Read the passage below carefully and answer the questions that follow.
If, once in a lifetime, you see a blue moon, don’t think your eyes are playing tricks on you. It’s caused by dust in our upper atmosphere; ice crystals are what make you see rings round the moon.
Over the centuries, magical powers have been attributed to the moon. It has been said to bring on lunacy, affect the growth of plants, eyes of cats, spots of panthers, functions of women and activities of ghosts. France once had a law against cutting timber except during a waning moon. The moon, and to a lesser degree the sun, does cause the ocean tides because of their gravitational pull. But a common mistake of primitive people is to think that everything timed in the same rhythm as the moon is caused by it.
All the moon gazing, probing and measuring has never solved the big problem: its origin. One theory is that it began as a planet, got too near the more massive earth, was ‘captured’ and turned into a satellite.
Another is that the moon is the result of a giant tidal bulge forming on our earth’s surface, separating, and then spinning off into space. If the latter theory is true, scientists say, there would be two clues: the moon would consist of lighter material than the earth, and the earth would be left with a scar.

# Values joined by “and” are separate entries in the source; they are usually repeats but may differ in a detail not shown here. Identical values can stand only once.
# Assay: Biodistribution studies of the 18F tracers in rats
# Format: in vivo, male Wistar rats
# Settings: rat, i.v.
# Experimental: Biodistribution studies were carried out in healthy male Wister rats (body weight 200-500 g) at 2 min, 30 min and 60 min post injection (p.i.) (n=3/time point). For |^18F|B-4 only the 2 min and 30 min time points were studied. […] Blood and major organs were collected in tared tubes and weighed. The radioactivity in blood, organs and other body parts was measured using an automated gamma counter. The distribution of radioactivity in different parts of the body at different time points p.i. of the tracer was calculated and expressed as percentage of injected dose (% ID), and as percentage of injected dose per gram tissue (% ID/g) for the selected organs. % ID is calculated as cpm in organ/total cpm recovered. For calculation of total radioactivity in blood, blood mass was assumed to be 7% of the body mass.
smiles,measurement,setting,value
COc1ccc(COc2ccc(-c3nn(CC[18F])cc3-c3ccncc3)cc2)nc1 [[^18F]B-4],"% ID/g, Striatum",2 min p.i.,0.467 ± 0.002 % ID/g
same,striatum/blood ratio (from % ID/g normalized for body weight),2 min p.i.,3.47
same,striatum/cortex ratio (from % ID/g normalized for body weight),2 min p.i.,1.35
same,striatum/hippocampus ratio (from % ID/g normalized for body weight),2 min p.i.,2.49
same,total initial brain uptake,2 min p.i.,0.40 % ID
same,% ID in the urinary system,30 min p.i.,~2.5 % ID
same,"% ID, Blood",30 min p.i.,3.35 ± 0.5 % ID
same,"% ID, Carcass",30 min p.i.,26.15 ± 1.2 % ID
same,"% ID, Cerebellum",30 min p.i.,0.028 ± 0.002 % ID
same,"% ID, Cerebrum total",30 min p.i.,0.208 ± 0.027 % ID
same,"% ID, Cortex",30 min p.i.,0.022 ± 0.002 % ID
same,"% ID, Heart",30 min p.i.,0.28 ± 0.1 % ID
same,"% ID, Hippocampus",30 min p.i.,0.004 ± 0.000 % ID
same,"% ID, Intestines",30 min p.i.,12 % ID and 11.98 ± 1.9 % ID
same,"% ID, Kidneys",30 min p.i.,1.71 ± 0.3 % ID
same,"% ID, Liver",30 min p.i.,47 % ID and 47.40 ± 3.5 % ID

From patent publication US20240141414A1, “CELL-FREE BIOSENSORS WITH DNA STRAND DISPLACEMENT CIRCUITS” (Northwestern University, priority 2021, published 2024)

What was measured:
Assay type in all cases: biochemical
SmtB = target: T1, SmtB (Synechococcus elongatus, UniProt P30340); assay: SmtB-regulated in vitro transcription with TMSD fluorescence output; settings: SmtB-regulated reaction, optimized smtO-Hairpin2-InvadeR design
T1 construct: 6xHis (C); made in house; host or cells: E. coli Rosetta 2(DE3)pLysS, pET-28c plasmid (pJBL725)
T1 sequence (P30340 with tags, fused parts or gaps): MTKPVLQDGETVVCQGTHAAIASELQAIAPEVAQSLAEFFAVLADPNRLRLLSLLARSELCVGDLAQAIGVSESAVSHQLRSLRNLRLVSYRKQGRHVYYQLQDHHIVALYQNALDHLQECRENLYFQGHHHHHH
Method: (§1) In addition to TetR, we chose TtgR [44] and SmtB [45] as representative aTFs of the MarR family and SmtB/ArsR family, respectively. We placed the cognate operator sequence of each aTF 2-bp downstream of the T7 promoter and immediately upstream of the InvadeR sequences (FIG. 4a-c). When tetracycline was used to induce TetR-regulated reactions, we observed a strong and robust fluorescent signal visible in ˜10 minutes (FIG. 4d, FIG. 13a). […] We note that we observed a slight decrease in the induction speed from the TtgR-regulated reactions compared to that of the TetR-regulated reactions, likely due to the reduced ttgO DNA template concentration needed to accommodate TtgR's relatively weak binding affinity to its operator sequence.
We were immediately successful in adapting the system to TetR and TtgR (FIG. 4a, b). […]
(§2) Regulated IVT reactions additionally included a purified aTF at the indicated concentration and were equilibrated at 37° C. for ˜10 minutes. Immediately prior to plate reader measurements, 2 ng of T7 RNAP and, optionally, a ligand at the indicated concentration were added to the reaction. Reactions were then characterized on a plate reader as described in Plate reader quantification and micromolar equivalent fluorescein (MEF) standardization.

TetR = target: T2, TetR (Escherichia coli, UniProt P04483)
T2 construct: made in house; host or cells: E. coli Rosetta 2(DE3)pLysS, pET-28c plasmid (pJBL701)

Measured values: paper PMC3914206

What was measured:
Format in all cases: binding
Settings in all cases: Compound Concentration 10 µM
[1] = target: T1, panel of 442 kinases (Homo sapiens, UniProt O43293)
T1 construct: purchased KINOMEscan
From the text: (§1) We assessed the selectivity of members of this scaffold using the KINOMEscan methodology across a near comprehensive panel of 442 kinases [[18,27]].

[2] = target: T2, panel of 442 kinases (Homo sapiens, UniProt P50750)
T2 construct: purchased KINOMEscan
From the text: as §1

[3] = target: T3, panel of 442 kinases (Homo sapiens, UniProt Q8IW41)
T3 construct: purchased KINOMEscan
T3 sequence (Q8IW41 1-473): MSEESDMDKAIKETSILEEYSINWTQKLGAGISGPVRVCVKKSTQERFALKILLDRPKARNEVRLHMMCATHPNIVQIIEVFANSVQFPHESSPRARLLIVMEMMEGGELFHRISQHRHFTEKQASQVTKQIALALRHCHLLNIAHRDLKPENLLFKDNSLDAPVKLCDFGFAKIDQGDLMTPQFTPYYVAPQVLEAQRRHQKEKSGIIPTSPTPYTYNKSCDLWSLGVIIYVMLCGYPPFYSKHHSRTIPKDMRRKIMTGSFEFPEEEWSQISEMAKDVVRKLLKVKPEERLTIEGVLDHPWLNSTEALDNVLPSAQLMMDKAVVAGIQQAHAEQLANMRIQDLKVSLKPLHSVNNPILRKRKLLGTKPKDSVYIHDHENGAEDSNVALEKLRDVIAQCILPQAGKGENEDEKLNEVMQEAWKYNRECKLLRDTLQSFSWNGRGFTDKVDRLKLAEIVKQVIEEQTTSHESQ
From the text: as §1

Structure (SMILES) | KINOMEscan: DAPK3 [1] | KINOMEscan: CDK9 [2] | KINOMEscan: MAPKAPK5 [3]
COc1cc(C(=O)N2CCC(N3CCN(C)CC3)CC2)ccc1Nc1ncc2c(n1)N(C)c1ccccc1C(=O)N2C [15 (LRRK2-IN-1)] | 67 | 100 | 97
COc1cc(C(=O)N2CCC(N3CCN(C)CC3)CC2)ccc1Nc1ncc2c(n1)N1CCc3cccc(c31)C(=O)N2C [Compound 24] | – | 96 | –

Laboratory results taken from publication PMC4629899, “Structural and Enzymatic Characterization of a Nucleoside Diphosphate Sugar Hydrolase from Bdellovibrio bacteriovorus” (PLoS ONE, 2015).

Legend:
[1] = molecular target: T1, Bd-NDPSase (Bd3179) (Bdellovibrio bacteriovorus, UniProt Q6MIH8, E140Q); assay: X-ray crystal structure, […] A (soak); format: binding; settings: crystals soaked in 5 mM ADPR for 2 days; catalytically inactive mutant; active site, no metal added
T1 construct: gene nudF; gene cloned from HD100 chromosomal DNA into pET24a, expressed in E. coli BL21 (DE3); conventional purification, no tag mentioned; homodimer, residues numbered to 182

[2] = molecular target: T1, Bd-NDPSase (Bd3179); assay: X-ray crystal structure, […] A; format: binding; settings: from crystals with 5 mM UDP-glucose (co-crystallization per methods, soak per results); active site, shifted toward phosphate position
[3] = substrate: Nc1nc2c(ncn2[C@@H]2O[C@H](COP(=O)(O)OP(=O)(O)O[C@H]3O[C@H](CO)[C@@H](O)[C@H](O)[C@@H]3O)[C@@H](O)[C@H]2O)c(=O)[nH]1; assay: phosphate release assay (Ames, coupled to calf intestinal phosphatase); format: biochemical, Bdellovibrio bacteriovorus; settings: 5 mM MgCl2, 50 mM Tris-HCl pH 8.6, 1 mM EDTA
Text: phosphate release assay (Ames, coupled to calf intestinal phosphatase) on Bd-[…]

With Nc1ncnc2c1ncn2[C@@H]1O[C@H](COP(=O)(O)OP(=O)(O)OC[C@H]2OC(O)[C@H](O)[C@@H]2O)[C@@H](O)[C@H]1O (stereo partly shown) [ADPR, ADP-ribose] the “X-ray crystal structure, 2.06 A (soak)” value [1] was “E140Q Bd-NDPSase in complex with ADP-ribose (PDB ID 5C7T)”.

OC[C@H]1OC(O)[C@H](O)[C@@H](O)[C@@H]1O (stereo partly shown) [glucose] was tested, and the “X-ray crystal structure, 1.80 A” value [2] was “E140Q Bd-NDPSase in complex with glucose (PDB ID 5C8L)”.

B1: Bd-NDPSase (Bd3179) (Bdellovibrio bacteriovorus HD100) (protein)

As a matter of fact, the moon does weigh less. And the Pacific Ocean does have a scar-like bottom of basaltic rocks instead of the granite rocks usually found near the earth’s surface.
But the assumption that, if man can get to the moon, he’ll find the answer is unfounded. Man has been on the earth hundreds of thousands of years without determining the earth’s origin. Scientists, of course, will never give up either quest. Indeed, for thousands of years, the moon has worked a spell of fascination over all the people on its near neighbour, the earth. The ancient worshipped this lamp in the sky and speculated about it endlessly.
Modern astronomers continue to explore its mysteries almost every night of the year, and with reason. Ages ago, before artificial light was known, it was important as illumination at night. As everyone knows the moon has no light of its own; it shines with the cold reflection of the distant sun, but actually the moon is a poor mirror, reflecting only a fourteenth of the sunlight received. The earth reflects a third of its sunlight providing its satellite with ‘earth light’ sixty times as bright as the best moonlight. That’s why we sometimes see the whole moon faintly when the sun is lighting up only a narrow crescent.
21. The phrase near neighbour, as used in the passage, shows that _______
A. moonlight generally shares many characteristics with ‘earth light’.
B. moonlight shines brighter on the earth’s surface than perhaps elsewhere.
C. the earth actually shares boundaries with the moon.
D. the earth is nearer to the moon than to the sun.